Sunday, October 2, 2011
Critical Response Process
Details are in her book Liz Lerman's Critical Response Process: A method for getting useful feedback on anything you make, from dance to dessert (2003)
The Process engages participants in three roles:
-- The Artist offers a work-in-progress for review and feels prepared to question that work in a dialogue with other people.
-- Responders, committed to the artist’s intent to make excellent work, offer reactions to the work in a dialogue with the artist.
-- The Facilitator initiates each step, keeps the process on track, and works to help the artist and responders use the Process to frame useful questions and responses.
The Critical Response Process takes place after a presentation of artistic work. Work can be short or long, large or small, and at any stage in its development. The facilitator then leads the artist and responders through four steps:
1 Statements of Meaning: Responders state what was meaningful, evocative, interesting, exciting, striking in the work they have just witnessed.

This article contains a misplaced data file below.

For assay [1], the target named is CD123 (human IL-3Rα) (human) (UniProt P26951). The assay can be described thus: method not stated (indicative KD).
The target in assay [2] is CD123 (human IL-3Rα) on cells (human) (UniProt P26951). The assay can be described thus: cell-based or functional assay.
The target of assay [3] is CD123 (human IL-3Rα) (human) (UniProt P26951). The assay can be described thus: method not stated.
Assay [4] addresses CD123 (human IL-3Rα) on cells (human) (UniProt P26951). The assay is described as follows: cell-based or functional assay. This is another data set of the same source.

2 Artist as Questioner: The artist asks questions about the work. After each question, the responders answer. Responders may express opinions if they are in direct response to the question asked and do not contain suggestions for changes.
3 Neutral Questions: Responders ask neutral questions about the work. The artist responds. Questions are neutral when they do not have an opinion couched in them. For example, if you are discussing the lighting of a scene, “Why was it so dark?” is not a neutral question. “What ideas guided your choices about lighting?” is.
4 Opinion Time: Responders state opinions, subject to permission from the artist. The usual form is “I have an opinion about ______, would you like to hear it?” The artist has the option to decline opinions for any reason.
Lerman, Liz, and John Borstel. "Liz Lerman's Critical Response Process." Contact Quarterly 33.1 (2008): 16-20.
(adapted from Unlocking the Classroom, 2009)